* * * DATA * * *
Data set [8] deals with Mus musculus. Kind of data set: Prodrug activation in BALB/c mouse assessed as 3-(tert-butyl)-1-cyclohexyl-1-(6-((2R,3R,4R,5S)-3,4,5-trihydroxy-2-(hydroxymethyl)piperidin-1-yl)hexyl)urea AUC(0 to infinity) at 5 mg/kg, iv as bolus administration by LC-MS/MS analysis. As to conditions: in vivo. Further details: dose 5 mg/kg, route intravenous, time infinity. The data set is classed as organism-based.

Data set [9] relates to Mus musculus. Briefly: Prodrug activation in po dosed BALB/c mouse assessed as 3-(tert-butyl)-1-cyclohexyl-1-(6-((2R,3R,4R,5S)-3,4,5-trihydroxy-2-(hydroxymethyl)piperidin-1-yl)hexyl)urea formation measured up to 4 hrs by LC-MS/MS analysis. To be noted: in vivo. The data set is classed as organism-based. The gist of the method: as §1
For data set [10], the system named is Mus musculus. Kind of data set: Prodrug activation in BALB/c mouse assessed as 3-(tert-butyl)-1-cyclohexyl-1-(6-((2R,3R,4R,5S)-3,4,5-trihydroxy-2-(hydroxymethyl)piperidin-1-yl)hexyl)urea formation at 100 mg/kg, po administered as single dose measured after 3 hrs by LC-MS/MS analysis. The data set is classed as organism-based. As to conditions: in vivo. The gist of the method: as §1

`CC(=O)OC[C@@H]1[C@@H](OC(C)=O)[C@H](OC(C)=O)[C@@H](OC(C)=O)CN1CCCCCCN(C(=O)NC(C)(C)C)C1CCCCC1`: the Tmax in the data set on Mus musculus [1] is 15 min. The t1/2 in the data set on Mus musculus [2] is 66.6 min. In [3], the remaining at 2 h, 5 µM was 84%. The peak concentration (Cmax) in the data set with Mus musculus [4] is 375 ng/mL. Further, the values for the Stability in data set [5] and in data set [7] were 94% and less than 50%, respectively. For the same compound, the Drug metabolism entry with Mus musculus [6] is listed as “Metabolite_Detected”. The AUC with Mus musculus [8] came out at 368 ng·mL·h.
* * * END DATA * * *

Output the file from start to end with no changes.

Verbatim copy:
Data set [8] deals with Mus musculus. Kind of data set: Prodrug activation in BALB/c mouse assessed as 3-(tert-butyl)-1-cyclohexyl-1-(6-((2R,3R,4R,5S)-3,4,5-trihydroxy-2-(hydroxymethyl)piperidin-1-yl)hexyl)urea AUC(0 to infinity) at 5 mg/kg, iv as bolus administration by LC-MS/MS analysis. As to conditions: in vivo. Further details: dose 5 mg/kg, route intravenous, time infinity. The data set is classed as organism-based.

Data set [9] relates to Mus musculus. Briefly: Prodrug activation in po dosed BALB/c mouse assessed as 3-(tert-butyl)-1-cyclohexyl-1-(6-((2R,3R,4R,5S)-3,4,5-trihydroxy-2-(hydroxymethyl)piperidin-1-yl)hexyl)urea formation measured up to 4 hrs by LC-MS/MS analysis. To be noted: in vivo. The data set is classed as organism-based. The gist of the method: as §1
For data set [10], the system named is Mus musculus. Kind of data set: Prodrug activation in BALB/c mouse assessed as 3-(tert-butyl)-1-cyclohexyl-1-(6-((2R,3R,4R,5S)-3,4,5-trihydroxy-2-(hydroxymethyl)piperidin-1-yl)hexyl)urea formation at 100 mg/kg, po administered as single dose measured after 3 hrs by LC-MS/MS analysis. The data set is classed as organism-based. As to conditions: in vivo. The gist of the method: as §1

`CC(=O)OC[C@@H]1[C@@H](OC(C)=O)[C@H](OC(C)=O)[C@@H](OC(C)=O)CN1CCCCCCN(C(=O)NC(C)(C)C)C1CCCCC1`: the Tmax in the data set on Mus musculus [1] is 15 min. The t1/2 in the data set on Mus musculus [2] is 66.6 min. In [3], the remaining at 2 h, 5 µM was 84%. The peak concentration (Cmax) in the data set with Mus musculus [4] is 375 ng/mL. Further, the values for the Stability in data set [5] and in data set [7] were 94% and less than 50%, respectively. For the same compound, the Drug metabolism entry with Mus musculus [6] is listed as “Metabolite_Detected”. The AUC with Mus musculus [8] came out at 368 ng·mL·h.